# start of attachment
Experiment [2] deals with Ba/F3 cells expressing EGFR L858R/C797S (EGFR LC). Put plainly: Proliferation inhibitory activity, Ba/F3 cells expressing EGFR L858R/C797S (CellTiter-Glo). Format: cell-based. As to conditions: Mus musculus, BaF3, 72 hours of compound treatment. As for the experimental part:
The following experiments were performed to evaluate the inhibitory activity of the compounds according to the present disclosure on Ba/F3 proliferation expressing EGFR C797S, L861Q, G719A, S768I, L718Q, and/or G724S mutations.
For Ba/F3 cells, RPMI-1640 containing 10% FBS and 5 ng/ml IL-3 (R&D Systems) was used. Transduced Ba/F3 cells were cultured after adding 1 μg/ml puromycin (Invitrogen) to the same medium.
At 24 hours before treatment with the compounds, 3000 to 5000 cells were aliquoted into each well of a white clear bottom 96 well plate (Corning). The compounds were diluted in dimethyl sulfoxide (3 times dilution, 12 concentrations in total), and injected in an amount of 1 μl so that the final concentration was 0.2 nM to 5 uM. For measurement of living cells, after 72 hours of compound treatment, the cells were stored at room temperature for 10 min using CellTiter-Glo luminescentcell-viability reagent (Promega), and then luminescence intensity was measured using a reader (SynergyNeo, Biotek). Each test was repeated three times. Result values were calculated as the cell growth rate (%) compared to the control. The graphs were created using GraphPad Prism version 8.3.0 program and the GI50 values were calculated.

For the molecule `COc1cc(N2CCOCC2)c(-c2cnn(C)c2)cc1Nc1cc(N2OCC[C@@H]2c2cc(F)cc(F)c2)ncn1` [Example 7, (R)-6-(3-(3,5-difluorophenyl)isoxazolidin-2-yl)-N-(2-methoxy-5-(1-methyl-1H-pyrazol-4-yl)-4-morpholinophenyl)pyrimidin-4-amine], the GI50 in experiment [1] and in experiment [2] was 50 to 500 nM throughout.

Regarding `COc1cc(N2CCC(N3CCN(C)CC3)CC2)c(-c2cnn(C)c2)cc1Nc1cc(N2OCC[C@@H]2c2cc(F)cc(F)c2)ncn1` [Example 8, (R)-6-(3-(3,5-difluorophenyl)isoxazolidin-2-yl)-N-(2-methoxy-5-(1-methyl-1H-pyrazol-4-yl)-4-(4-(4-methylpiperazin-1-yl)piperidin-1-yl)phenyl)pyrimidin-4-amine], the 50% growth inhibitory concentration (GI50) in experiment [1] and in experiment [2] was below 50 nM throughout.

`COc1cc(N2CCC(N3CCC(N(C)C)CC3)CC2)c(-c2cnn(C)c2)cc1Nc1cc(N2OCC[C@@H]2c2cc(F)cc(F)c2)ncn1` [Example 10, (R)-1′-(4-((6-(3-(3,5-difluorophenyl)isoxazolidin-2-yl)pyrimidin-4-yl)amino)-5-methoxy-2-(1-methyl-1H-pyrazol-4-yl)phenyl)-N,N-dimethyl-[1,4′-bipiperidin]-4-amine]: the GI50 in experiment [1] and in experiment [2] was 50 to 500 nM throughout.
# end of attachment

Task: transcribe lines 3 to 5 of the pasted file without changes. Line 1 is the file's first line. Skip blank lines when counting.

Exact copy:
For Ba/F3 cells, RPMI-1640 containing 10% FBS and 5 ng/ml IL-3 (R&D Systems) was used. Transduced Ba/F3 cells were cultured after adding 1 μg/ml puromycin (Invitrogen) to the same medium.
At 24 hours before treatment with the compounds, 3000 to 5000 cells were aliquoted into each well of a white clear bottom 96 well plate (Corning). The compounds were diluted in dimethyl sulfoxide (3 times dilution, 12 concentrations in total), and injected in an amount of 1 μl so that the final concentration was 0.2 nM to 5 uM. For measurement of living cells, after 72 hours of compound treatment, the cells were stored at room temperature for 10 min using CellTiter-Glo luminescentcell-viability reagent (Promega), and then luminescence intensity was measured using a reader (SynergyNeo, Biotek). Each test was repeated three times. Result values were calculated as the cell growth rate (%) compared to the control. The graphs were created using GraphPad Prism version 8.3.0 program and the GI50 values were calculated.

For the molecule `COc1cc(N2CCOCC2)c(-c2cnn(C)c2)cc1Nc1cc(N2OCC[C@@H]2c2cc(F)cc(F)c2)ncn1` [Example 7, (R)-6-(3-(3,5-difluorophenyl)isoxazolidin-2-yl)-N-(2-methoxy-5-(1-methyl-1H-pyrazol-4-yl)-4-morpholinophenyl)pyrimidin-4-amine], the GI50 in experiment [1] and in experiment [2] was 50 to 500 nM throughout.